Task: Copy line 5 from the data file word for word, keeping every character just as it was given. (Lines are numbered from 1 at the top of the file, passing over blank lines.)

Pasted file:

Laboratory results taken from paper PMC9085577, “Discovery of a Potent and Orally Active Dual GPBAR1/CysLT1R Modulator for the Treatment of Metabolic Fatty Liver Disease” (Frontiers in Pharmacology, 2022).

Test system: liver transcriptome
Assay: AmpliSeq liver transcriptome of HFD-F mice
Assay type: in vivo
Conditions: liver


Conditions: liver